Subject: AFP: Fretilin says Gusmao must run as independent to win support

Agence France Presse

September 7, 2001 Friday

Fretilin says Gusmao must run as independent to win support

LISBON, Sept 7

Fretilin, the veteran resistance party that swept East Timor's first free elections last week, said on Friday it would only back independence hero Xanana Gusmao as president if he stood as a non-aligned candidate.

Fretilin will support the man known as the father of East Timorese independence "if Xanana stands as an independent, if he's not the candidate of this or that party", Fretilin's second in command, Mari Alkatiri, said in an interview with Portuguese daily O Publico.

Alkatiri, who is expected to become the first prime minister of East Timor since it broke away from Indonesia, said Gusmao would not be invited to stand on behalf of Fretilin (the Revolutionary Front for East Timor) .

But he insisted there was "no break" between Gusmao and the party.

"There are some points that have to be clarified. For example, we'd like to know what he hoped to accomplish by clearly supporting the Democratic Party (DP) and the Social Democratic Party (PSD)," Alkatiris said.

Gusmao attended meetings by the two parties during the campaign leading up to the East Timor ballot, which elected members of a constituent assembly that will write a constitution and become the parliament of the fledgling nation.

The DP won the second largest number of votes in the election, after Fretilin. The PSD came third.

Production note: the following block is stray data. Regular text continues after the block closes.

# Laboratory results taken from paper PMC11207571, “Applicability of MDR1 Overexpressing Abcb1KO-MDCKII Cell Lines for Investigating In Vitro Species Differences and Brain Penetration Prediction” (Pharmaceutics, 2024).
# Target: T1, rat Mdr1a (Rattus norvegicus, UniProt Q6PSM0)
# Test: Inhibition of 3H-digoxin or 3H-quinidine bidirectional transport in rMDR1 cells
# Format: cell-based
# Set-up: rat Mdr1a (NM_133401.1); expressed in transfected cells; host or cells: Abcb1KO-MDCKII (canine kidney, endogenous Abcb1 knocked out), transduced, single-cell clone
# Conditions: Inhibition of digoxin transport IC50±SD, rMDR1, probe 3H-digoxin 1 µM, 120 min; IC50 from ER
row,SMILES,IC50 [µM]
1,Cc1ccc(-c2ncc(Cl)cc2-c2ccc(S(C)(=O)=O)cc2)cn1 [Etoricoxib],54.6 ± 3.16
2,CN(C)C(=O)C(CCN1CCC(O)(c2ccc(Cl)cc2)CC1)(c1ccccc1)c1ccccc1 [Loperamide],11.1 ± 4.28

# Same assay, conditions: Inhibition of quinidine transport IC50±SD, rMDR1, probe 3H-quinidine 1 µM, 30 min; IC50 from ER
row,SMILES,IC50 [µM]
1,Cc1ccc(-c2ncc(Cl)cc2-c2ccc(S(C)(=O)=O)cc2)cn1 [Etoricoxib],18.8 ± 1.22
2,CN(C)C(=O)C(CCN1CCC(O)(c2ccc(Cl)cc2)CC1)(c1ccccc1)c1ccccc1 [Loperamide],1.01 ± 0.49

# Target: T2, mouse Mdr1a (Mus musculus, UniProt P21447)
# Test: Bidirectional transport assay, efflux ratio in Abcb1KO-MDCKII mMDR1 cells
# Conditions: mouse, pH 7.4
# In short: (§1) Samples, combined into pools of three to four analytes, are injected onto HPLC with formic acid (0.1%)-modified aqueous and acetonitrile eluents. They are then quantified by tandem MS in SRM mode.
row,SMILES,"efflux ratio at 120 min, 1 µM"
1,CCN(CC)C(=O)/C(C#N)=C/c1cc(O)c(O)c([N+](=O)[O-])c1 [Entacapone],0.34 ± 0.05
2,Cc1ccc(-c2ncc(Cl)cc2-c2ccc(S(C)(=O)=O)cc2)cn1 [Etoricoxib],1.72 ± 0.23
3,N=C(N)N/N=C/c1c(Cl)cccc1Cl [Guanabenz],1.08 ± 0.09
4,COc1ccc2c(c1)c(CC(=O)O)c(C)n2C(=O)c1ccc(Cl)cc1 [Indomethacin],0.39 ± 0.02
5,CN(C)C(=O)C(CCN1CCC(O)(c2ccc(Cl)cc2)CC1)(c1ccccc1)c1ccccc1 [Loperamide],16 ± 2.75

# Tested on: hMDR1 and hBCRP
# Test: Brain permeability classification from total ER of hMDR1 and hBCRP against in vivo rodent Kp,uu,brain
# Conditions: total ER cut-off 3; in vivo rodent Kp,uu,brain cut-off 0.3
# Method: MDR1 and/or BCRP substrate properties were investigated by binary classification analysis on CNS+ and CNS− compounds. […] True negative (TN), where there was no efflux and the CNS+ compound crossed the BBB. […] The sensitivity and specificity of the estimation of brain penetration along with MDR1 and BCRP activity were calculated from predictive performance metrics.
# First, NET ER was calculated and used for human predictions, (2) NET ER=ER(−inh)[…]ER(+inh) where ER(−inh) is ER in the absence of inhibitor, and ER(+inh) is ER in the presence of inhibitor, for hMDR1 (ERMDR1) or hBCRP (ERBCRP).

Gusmao, a 55-year-old former guerrilla who is seen by many East Timorese as the only possible future president, reluctantly announced he was standing on August 25 after months of spurning the idea.

His pleas to stay out of politics, 20 years after taking command of the violent struggle against Indonesian rule, fell on deaf ears. East Timorese said there was simply no one else.

Gusmao's reluctance stemmed from a wish to remain independent and, according to fellow veteran campaigner Jose Ramos Horta because he had vowed as a guerrilla leader in 1983 never to take his people into a bloody struggle simply to win power.

Alkatiri reiterated his preference for a "semi-presidential" system when UN-administered East Timor becomes fully independent next year.

"It's the government's job to run the government and the country and the president shouldn't interfere," he said.

Asked about his future role in possibly running the country, Alkatiri said it would be up to Fretilin's central committee to tell the UN administrator in East Timor who would head the government.

East Timor was invaded by Indonesia in December 1975, a year after the departure of the territory's former colonial ruler Portugal.

Alkatari said East Timor's new constitution should stick to the country's original declaration of independence, made in November 1975, just before Indonesian troops arrived.

It should not date its independence from August 1999, the moment when the East Timorese overwhelmingly voted in favour of independence from Indonesia, he said.

He said he did not know whether Portuguese would be the new country's official language.

"Fretilin has always supported keeping Portuguese but we can't say it'll be the official language, if only because there'll be people in parliament and probably in the government who don't speak it," he explained.


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